Fertility policy here refers to policies directly related to the process of childbearing, from conception to birth. This is distinguished from child care policy, which is policy related to what happens after children are born, and also from marriage promotion policy, which is policy encouraged to get people to marry.
Fertility policy can be categorized as follows:
- Policies that involve restricting access to some options: This could include restricting access to contraceptives or abortion. These access restrictions are alleged to have pronatalist effects, although the primary goal of such restrictions is often unrelated to pronatalism.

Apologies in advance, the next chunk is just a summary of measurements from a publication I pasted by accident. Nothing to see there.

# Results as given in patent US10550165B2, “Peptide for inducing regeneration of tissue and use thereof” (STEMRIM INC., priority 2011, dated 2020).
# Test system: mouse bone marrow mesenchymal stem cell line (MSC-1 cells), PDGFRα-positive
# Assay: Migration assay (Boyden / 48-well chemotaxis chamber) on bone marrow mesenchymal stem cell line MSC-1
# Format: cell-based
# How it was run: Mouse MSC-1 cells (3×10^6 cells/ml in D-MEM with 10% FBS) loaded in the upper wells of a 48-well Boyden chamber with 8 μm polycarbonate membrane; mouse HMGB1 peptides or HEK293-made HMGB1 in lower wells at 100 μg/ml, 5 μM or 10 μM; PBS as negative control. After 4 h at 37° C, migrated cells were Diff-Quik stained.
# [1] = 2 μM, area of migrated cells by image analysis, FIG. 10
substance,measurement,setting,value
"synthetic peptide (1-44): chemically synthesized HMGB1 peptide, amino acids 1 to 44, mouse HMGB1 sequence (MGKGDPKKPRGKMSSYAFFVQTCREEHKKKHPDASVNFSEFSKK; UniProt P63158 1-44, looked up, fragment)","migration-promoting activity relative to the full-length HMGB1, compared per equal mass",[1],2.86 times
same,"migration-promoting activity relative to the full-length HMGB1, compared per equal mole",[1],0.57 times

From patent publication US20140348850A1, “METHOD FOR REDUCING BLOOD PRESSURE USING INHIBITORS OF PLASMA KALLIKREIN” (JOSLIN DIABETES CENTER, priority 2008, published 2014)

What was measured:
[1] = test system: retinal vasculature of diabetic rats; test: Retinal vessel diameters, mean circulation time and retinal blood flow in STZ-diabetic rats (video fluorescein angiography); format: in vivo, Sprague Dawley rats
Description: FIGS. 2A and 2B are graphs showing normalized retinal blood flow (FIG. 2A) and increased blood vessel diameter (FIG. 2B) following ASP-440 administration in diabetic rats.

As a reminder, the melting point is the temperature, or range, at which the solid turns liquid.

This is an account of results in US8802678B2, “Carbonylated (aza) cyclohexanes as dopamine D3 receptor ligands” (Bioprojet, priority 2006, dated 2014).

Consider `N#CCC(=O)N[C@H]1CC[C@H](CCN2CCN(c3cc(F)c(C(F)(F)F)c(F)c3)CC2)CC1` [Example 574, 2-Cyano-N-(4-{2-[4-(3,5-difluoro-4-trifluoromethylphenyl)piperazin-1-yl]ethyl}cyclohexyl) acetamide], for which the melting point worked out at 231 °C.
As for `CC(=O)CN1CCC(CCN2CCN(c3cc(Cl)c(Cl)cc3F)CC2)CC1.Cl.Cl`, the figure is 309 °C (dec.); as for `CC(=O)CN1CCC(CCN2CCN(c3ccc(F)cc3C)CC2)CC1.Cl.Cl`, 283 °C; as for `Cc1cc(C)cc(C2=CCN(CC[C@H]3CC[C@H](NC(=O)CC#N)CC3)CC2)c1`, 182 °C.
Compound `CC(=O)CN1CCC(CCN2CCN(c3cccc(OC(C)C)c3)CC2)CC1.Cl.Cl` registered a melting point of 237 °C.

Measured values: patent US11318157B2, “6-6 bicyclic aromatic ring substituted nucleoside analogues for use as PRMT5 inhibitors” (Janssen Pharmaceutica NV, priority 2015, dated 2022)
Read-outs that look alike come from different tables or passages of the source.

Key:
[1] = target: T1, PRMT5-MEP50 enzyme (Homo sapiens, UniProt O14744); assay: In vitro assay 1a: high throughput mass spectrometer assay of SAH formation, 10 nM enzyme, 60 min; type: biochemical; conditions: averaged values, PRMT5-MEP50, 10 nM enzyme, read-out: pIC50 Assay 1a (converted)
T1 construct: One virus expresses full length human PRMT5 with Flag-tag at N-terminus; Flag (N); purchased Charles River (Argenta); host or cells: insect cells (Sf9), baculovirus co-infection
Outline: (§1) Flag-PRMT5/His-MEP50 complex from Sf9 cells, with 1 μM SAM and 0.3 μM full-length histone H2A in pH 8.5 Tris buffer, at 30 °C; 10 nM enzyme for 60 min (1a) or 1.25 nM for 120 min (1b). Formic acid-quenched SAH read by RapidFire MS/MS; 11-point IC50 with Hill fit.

- Policies that involve subsidies for some options: This includes subsidies for childbirth, prenatal and neonatal care for mothers and infants, contraceptives, abortion, infertility treatments, or family planning services. Some of these subsidies are pronatalist, while others are antinatalist.
- Policies that encourage the provision of biological or medical information on fertility (such as sex education in schools, or circulation of family planning information). This is relatively neutral in principle, and whether it increases or reduces fertility depends on the sign of the difference between people's desired fertility and their actual fertility.